Syrians in Turkey unlikely to return amid shaky prospect of peace
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“There are many Syrians that have come from the rural parts of their own country, so their lives are better here,” Prof. Murat Erdoğan, the director of the Turkish German University’s Migration and Integration Research Center, recently told the Hürriyet Daily News.
Tell us about the latest situation on Syrian refugees.
There are nearly 3.3 million registered Syrians in Turkey. Each day 1,500 is added to this number. Those unregistered until now are being registered and there are 306 babies born on average every day. The daily increase will decline in the coming years so I expect the number to stabilize at around 3.5 million. We don’t exactly know where they are, whether they are still in the southeastern province of Şanlıurfa or if they moved to another city.
Turkey hosts the highest number of refugees in the world. But we don’t call them refugees. At some point international organizations put pressure on Turkey to change this stance but after seeing how Turkey has been shouldering the burden, they gave up.
In terms of administration, six and a half years have passed [since the first arrival of Syrians] and Turkey still has not developed a refugee strategy. The government took it as an issue of emergency management and gave the task of coordination to the Disaster and Emergency Management Authority [AFAD], an institution which is supposed to respond to emergency situations. Turkey needs institutional structures to carry out integration policies. But this is not happening.
From day one we saw this as a burden that we had to take on, not something we had to manage. This process has continued so far without major problems because despite existing worries, there is a high level of societal acceptance. At least there is no rejection. Another reason is, of course, the extraordinary efforts of civil officials. Politicians have been avoiding the issue, but they will have to tackle the issue sooner or later. Syrians are going to be one of the five major issues in the 2019 elections.
Actually it is rather absurd that it has not been on the political agenda. When you look at countries that have 20,000-30,000 refugees, it is still one of the top three subjects on their agenda. The absence of the refugees on the agenda while they are in such a huge number is abnormal. But we are set to see normalization in this sense. The head of the main opposition Republican People’s Party [CHP], Kemal Kılıçdaroğlu, has asked where the $30 billion which was claimed to have been earmarked to the refugees by the government was spent. The president, the prime minister and some other officials rushed to answer immediately, which is because tension within the society over refugees has become visible. The referendum was a test in this sense and there are a lot of Justice and Development Party [AKP] members who believe the reason why the AKP did not get the amount of votes it wanted was because of the refugees.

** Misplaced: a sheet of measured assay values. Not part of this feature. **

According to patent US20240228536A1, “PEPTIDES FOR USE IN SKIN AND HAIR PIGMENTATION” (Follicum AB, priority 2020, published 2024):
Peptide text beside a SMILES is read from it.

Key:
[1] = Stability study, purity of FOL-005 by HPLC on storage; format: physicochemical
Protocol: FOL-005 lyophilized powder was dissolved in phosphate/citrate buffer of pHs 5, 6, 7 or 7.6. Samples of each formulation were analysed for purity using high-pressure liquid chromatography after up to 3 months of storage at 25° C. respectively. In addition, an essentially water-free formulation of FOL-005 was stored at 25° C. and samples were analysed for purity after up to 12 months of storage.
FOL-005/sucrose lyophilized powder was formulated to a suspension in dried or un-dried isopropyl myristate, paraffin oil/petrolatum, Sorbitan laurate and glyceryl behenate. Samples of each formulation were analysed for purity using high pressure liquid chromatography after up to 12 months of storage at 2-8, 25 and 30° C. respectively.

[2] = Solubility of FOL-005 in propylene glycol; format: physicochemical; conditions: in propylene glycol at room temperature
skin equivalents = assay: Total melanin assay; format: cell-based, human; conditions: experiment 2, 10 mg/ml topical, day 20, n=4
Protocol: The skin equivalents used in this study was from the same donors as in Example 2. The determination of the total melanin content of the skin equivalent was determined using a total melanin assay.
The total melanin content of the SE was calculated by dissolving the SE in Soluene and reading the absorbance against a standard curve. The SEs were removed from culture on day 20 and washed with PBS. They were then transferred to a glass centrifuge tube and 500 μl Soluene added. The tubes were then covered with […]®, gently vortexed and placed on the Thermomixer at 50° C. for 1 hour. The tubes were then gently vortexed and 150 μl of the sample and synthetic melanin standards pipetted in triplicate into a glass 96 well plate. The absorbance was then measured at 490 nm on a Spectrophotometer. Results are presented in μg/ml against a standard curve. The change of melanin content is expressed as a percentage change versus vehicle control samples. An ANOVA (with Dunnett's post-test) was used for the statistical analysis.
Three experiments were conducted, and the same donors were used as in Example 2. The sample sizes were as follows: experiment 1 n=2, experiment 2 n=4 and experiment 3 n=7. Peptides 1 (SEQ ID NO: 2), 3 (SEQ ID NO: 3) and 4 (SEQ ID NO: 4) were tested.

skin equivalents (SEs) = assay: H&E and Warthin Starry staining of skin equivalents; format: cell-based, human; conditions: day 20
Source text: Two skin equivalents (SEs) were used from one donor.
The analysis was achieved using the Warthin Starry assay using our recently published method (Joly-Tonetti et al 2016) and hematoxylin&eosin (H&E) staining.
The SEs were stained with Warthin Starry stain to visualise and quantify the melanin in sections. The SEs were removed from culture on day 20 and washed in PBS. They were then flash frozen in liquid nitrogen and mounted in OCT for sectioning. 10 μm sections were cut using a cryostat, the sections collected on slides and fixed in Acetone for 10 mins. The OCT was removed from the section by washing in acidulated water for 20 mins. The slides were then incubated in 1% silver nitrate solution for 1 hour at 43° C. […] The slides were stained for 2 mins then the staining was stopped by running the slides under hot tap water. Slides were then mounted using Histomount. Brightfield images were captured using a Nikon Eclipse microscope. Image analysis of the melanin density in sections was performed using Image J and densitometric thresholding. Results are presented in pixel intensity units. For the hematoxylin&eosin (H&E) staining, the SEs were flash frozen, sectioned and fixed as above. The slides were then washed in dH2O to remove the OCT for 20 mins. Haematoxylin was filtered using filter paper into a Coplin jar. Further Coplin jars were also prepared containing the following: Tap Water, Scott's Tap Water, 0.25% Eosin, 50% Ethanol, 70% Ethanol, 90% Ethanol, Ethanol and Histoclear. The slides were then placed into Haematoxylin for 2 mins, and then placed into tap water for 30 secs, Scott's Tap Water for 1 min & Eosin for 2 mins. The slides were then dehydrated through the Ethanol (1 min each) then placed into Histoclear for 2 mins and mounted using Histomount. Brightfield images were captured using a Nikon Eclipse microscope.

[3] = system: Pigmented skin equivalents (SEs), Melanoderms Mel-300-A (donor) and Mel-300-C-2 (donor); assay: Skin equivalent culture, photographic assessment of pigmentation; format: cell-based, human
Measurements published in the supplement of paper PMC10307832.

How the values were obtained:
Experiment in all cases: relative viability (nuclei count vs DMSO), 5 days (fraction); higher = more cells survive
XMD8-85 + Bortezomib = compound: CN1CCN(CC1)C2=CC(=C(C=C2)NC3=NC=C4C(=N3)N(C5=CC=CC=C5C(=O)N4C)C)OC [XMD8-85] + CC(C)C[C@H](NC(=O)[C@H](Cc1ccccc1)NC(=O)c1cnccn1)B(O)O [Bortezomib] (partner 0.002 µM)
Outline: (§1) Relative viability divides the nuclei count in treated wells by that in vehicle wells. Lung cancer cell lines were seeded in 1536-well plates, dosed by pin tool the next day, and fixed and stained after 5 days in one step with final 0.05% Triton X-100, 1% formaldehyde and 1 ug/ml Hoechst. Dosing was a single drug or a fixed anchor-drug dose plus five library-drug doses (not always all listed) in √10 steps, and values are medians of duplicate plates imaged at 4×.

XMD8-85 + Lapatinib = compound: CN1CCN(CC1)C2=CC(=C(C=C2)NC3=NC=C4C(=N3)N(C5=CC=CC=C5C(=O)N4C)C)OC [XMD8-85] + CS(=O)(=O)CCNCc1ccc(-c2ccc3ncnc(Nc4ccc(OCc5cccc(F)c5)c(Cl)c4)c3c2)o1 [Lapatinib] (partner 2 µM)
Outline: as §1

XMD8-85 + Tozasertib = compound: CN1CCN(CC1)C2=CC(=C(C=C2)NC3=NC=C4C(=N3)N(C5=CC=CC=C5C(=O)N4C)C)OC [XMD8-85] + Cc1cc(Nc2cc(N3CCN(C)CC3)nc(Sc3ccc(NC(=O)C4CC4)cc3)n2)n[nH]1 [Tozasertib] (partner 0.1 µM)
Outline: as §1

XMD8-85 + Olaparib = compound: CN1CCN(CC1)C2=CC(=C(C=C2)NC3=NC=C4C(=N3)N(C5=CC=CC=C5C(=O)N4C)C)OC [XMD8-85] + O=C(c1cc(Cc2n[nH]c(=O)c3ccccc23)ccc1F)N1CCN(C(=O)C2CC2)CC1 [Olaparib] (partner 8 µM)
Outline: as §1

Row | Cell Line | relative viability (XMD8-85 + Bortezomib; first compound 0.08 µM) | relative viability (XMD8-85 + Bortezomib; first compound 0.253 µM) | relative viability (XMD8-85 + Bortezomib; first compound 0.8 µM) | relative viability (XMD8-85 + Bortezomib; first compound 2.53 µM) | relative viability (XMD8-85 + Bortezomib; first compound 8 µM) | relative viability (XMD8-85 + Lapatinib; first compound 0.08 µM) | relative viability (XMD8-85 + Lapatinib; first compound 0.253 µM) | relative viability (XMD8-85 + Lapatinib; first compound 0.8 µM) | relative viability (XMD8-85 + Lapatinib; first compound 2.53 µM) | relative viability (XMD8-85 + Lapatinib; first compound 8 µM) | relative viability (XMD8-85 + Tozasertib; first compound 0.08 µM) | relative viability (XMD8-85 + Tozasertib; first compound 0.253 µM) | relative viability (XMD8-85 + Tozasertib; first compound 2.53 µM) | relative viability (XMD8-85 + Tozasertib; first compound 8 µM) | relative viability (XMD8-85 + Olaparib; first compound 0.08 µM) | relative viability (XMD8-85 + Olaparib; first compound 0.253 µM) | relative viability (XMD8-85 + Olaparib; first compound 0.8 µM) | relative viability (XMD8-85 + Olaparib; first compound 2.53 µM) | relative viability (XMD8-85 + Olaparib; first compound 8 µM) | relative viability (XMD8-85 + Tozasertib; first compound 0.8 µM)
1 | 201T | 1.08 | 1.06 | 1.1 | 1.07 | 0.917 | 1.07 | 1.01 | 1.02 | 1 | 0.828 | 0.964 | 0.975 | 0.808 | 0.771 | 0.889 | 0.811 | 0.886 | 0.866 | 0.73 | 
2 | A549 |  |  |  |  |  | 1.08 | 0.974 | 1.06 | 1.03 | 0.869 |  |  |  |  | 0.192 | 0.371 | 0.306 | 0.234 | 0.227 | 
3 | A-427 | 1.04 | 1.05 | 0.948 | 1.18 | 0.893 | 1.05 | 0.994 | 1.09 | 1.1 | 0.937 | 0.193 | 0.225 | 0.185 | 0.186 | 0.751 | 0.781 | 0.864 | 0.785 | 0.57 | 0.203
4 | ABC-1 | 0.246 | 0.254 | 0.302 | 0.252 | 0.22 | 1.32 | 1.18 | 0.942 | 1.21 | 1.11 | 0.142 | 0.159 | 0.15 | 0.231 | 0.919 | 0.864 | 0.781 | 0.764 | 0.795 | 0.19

The head of AFAD said 30,000 refugees had gone back to Syria after the Euphrates Shield operation.
I don’t expect a return. In mass migrations the probability of return is very low, especially after migrants spend a few years in the host country, leave border towns and are spread out across the country. Nearly 60 percent of Syrians in Turkey are no longer living in border towns. They are in different corners of Turkey and have established new lives.
In addition, we do not know whether there will be permanent peace in Syria. And even if the civil war were to stop, there is a country in ruins. Starting a new life there could be more difficult than starting a new life in Turkey. Turkey is more attractive. There are many Syrians that have come from the rural parts of their own country, so their lives here are better. They feel their lives are not that bad. Our research shows that despite all the difficulties, 50 percent of Syrians say they are happy. And this figure is quite high. So, at least 50 percent have no motivation at all to go back. The youth have no motivation at all to go back either. Some of the elders in the family might want to go back, but the younger ones will resist. One of the signs that show how their lives have normalized is the number of children that were born here. By the end of 2017 the number of Syrians born in Turkey will rise to 305,000. They might live in poor conditions but they will at least feel safer here.
You claim politicians are avoiding the integration issue, but there is a will to give citizenship to Syrians.